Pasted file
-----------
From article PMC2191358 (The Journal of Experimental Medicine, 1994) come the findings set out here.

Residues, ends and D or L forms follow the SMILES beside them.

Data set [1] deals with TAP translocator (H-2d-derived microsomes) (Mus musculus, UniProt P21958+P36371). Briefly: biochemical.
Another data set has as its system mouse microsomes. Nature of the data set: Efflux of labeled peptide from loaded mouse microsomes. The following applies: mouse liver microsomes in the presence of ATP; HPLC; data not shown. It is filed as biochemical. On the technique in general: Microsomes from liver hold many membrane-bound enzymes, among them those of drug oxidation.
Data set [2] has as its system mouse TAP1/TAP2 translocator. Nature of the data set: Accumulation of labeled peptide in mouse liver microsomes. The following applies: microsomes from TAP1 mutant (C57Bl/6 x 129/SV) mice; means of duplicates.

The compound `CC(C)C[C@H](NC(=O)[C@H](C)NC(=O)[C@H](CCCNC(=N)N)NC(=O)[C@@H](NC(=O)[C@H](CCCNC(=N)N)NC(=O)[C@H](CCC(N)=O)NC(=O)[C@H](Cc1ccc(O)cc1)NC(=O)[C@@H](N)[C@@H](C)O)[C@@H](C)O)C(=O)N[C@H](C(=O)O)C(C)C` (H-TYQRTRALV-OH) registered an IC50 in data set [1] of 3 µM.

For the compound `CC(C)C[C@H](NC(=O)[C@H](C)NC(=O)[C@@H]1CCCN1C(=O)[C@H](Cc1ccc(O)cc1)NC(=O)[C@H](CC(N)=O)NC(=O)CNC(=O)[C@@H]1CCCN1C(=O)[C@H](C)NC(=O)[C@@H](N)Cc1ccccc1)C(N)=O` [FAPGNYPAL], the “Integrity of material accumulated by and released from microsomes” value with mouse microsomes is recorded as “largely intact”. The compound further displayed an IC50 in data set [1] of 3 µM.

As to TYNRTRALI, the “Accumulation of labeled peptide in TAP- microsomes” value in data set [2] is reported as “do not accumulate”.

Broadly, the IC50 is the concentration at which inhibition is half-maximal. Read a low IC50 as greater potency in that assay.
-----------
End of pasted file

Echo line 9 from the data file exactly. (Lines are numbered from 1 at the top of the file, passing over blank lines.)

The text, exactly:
Broadly, the IC50 is the concentration at which inhibition is half-maximal. Read a low IC50 as greater potency in that assay.